With this mistake pointed out already in 1972, the same year of O’Callaghan’s publication, the matter should have ended there. A quick retraction from O’Callaghan would have been appropriate. But O’Callaghan did not admit to his initial mistake. Instead, after his own visit to see the papyrus in person, O’Callaghan defended his readings, even this obvious error, in a series of subsequent publications (though in 1976, he allowed that some of his other 7Q identifications were open to question).

We all make mistakes, and if we’re lucky, the peer review system catches them before they go into print. It is disappointing that the journal editors and peer reviewers did not catch this particular error and save all of us a great deal of time and energy.

Sources mentioned:

Baillet, Maurice. “Les manuscrits de la Grotte 7 de Qumrân et le Nouveau Testament.” Biblica 53.4 (1972), 508-516.

Baillet, Maurice, J.T. Milik, and R. de Vaux (eds.). Les ‘petit grottes’ de Qumrân, DJD 3.2. Oxford: Clarendon, 1962.

O’Callaghan, José. “The Identifications of 7Q.” Aegyptus 56.1 (1976), 287-294.

O’Callaghan, José. “¿Papiros neotestamentarios en la cueva 7 de Qumrān?” Biblica 53.1 (1972), 91-100.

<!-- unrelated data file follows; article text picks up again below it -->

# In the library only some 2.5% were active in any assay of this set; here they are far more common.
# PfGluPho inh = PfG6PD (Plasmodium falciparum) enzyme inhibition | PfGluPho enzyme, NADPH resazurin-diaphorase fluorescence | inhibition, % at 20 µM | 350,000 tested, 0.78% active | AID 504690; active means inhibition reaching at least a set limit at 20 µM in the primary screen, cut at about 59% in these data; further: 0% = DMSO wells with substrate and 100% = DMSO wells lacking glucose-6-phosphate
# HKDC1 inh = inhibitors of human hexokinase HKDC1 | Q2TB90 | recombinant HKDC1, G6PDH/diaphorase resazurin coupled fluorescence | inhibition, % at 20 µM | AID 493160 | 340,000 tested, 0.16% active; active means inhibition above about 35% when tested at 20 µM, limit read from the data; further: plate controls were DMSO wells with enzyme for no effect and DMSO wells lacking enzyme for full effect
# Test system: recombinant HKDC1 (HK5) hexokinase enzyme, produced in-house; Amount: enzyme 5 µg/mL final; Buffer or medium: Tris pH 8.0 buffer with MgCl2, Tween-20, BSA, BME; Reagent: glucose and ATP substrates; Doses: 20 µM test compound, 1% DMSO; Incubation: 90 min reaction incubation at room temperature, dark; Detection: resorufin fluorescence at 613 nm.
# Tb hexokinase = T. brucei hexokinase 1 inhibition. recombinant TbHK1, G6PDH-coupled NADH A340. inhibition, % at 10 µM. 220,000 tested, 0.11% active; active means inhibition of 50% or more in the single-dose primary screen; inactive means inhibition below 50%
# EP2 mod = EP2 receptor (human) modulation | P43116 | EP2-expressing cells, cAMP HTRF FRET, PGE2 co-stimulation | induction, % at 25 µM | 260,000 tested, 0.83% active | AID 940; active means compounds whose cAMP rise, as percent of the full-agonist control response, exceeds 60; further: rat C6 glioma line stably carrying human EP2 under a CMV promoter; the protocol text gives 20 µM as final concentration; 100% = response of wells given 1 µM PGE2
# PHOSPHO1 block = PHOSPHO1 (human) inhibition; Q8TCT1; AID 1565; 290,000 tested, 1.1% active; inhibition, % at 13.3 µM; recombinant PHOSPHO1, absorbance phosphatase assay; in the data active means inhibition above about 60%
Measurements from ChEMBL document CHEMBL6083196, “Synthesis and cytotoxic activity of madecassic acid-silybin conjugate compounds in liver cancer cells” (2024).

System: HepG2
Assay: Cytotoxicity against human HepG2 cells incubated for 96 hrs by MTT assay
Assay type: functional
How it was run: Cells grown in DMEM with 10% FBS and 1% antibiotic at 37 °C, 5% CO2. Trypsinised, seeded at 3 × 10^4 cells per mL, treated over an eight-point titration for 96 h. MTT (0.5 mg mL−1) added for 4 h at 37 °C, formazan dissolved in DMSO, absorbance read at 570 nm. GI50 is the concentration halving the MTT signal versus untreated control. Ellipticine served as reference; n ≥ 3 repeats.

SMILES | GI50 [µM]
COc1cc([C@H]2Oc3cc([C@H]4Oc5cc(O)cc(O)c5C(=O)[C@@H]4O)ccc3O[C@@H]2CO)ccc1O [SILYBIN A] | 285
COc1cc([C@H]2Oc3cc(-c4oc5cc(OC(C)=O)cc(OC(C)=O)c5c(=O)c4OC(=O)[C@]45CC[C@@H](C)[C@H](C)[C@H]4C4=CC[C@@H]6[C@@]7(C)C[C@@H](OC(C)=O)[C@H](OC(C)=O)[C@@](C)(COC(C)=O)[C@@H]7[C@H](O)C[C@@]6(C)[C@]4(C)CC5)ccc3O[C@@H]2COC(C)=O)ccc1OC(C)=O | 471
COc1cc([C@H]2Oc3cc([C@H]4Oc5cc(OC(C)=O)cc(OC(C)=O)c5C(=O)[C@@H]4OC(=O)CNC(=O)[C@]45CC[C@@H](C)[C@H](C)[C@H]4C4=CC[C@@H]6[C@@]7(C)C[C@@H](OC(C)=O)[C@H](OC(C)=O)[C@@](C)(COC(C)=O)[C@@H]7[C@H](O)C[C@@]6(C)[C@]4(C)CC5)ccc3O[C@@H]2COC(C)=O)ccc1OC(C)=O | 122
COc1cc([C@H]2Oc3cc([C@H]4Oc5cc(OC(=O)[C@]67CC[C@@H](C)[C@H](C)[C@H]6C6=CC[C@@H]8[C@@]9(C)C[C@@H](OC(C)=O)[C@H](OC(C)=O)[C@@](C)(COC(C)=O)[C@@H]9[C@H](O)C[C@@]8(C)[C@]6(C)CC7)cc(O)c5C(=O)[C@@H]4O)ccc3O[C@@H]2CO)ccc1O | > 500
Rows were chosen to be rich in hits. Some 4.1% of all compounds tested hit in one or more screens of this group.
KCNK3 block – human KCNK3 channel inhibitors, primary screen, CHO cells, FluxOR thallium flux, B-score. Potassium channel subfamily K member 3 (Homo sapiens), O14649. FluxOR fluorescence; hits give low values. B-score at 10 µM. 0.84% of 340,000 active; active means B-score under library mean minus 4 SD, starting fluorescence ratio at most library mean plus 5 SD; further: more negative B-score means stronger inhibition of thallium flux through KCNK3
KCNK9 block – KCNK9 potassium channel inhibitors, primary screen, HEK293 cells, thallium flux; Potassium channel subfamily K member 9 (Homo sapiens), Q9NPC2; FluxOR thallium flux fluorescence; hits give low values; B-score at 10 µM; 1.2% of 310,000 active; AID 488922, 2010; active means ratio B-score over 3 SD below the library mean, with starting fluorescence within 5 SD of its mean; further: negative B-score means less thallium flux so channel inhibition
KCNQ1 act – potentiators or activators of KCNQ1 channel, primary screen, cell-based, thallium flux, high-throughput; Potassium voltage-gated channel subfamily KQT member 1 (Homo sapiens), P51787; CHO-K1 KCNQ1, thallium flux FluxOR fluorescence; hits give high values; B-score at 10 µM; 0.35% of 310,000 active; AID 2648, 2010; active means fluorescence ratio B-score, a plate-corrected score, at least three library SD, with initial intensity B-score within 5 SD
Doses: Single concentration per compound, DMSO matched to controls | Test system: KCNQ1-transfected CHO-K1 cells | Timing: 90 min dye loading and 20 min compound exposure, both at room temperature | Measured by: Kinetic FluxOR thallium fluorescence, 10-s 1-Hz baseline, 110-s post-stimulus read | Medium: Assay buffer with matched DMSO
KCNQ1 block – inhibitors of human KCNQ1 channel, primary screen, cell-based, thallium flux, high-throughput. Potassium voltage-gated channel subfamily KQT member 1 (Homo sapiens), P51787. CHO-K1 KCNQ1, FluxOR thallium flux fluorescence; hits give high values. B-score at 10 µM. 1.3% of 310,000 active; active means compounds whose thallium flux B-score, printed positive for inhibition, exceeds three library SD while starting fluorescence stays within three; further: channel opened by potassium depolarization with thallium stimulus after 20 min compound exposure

Pickering Stuart R. and Rosalie R.E. Cook. Has a Fragment of the Gospel of Mark Been Found at Qumran? Sydney: Macquarie University Ancient History Documentary Research Centre, 1989.

Posted in 7Q5, Dead Sea Scrolls, José O'Callaghan | 11 Comments

Radiocarbon Dating of the Cologne Mani Codex

In volume 220 of Zeitschrift für Papyrologie und Epigraphik (2021), there is a short article by Cornelia Römer: “Die Datierung des Kölner Mani-Kodex” (pp. 94-96).

The article reports the results of AMS radiocarbon analysis of the Cologne Mani codex. For those who don’t know this remarkable little book (TM 64574): It is a miniature parchment codex whose leaves are about 3.8 cm wide and 4.5 cm high. It contains a biography of the prophet Mani (c. 216-276 CE) in Greek. It is copied in finely executed letters that are just 1 millimeter high.

Cologne Mani Codex before and after conservation (Kölner Papyrussammlung)

The codex was reportedly bought in Egypt in the late 1960s, but the details are very sketchy. According to Albert Henrichs (in 1979) “next to nothing is known about the fate of the Mani Codex before it reached Cologne.” Rumors that the codex had been subjected to radiocarbon analysis have been circulating since the 1990s, but no publication had appeared. Until now.